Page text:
Though time consuming, home canning beets is actually a simple process. Beets are a vegetable that you either love or hate. Personally I love em.
You will need to know how to use a pressure canner. I've been asked for processing times using a hot water bath. However Beets are a low acid food, botulism is a risk and pressure canning is the only safe option.
Gather your canning supplies
Wash your beets. Cut your stems to a minimum of 2 inches. A little longer is good too. Leave on the tap root. Leaving the tap root and some of the stems helps the beets to maintain their color. It won't prevent all color loss, but it does help.
Cook beets in simmering water until beets are tender and skins will slip off.
This will take a while. You'll just need to watch. It always takes longer that I think it needs to. Anywhere from 30 - 45 minutes. Shorter if your beets are small, longer if they are big. An easy way to see if your beets are ready, is to scrape a spoon against the beets while cooking. When the skins scrape off easily they are done.
Use this time to get your jars and pressure canner ready. Canner should have about 3 inches of hot water and jars should be clean and hot. See pressure canning for more detailed explanation.
Your beets are done when they are cooked through but still a bit firm. The easiest way to tell when they are done is to use a utensil to scrape t he skins. They should peel easily.
Remove your cooked beets and place in very cold water. When the beets are cool enough to handle, use your hands to slip the skins off.
The skins should just peel away with a little rubbing. Use a knife for the stubborn spots. Cut off the tops and tap roots at this point as well.
Slice or chop your beets to the desired size. If you have smaller sizes(1-2 inch size) it is nice to pack them together in a jar whole. If I'm canning larger beets I either slice or cut into chunks.
Add canning salt to jars if desired. 1/2 teaspoon to each pint and 1 teaspoon to each quart. As you skin and slice your beets pack them into hot canning jars, leaving 1-inch head space.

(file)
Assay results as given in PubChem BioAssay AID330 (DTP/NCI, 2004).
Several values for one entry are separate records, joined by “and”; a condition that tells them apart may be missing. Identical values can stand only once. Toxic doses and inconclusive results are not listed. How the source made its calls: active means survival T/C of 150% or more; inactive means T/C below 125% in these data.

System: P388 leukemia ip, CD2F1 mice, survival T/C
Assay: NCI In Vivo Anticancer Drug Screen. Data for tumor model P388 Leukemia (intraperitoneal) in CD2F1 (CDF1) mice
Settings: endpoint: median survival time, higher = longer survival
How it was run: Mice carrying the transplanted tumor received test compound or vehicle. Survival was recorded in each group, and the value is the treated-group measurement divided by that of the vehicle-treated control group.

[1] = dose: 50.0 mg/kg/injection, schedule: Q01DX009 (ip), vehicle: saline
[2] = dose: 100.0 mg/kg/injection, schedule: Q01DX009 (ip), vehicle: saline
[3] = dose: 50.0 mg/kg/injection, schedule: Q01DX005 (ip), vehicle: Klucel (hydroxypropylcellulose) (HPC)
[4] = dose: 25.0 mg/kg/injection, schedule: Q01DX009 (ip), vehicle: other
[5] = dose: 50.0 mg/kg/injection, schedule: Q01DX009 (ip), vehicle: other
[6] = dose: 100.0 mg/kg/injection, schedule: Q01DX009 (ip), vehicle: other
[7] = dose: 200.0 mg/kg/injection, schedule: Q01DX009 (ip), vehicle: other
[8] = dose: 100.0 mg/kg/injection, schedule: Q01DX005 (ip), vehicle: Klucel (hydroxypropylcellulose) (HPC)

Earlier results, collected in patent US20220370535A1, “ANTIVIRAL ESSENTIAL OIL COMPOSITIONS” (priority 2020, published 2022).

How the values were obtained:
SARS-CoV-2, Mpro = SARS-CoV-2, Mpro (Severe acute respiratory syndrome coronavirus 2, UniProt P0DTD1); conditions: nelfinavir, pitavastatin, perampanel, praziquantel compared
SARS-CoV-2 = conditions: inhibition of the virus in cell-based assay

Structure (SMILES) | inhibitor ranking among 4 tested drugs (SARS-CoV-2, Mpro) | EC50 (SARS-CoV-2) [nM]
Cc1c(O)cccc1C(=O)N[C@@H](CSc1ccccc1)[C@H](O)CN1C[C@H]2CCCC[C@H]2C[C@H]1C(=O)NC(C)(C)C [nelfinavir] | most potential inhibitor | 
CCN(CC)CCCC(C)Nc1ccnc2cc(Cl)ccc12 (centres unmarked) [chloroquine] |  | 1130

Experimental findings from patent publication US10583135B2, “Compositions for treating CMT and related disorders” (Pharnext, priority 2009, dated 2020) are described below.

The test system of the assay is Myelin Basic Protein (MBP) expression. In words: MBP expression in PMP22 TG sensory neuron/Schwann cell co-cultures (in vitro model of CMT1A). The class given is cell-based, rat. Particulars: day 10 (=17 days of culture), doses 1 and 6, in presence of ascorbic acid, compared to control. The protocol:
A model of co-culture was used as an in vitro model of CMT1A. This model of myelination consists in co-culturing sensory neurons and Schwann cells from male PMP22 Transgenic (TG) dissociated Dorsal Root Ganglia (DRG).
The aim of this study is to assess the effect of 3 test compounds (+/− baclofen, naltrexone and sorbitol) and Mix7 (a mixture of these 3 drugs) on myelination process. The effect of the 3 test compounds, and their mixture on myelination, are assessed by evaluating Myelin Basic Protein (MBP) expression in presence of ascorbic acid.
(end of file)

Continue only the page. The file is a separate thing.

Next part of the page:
Remove any air bubbles. There are plastic tools sold to do this step. But any plastic utensil might work. Maybe the handle of a spatula? I like to use a simple plastic orange peeler to push down into the jar and gently move things around. This releases any bubbles that may be trapped.
Cover the beets with boiling water. Again leave a 1-inch head space. I usually use a tea kettle to pour the boiling water into the jars. You can also use a pot of water and a ladle... but the tea kettle makes much less mess. And I'm all about less mess! How about you?
Wipe the rims clean. This is important. You don't want any food particles or residue to get between the jar and the lid. It may affect the seal.
Finally place your lids on your jars with a screw band. Snug is fine, you don't have to crank down hard.
Fill canning jars.
Wipe the rims clean.
I usually do our
beets in pints which you see here. And since I'm doing pints I can
stack the jars in my canner to make two layers. This allows me to
process double the amount at the same time! Love saving time this way.
Be sure you have a rack between your layers if you choose to do this.
For more details follow pressure canning instructions.
Don't be surprised if you beets lose some color when you are canning beets.
Leaving the tap
root and stems when you boil your beets will help reduce this, but they almost always lose
color when you process them. Unfortunately there is not much you can do about it. It is just a fact of home canning.
Hot pack pints - process for 30 minutes
Hot pack quarts - process for 35 minutes
|Adjustments for Pressure Canner|
|Altitude in Feet||Dial Gauge Canner||Weighted Gauge Canner|
Pickled beets don't have to be boring! Change it up with some spices.
Losing water in your jars? Find out why.
Canning safety is simply a matter of avoiding risks. Use safe canning methods. Be clean, use common sense.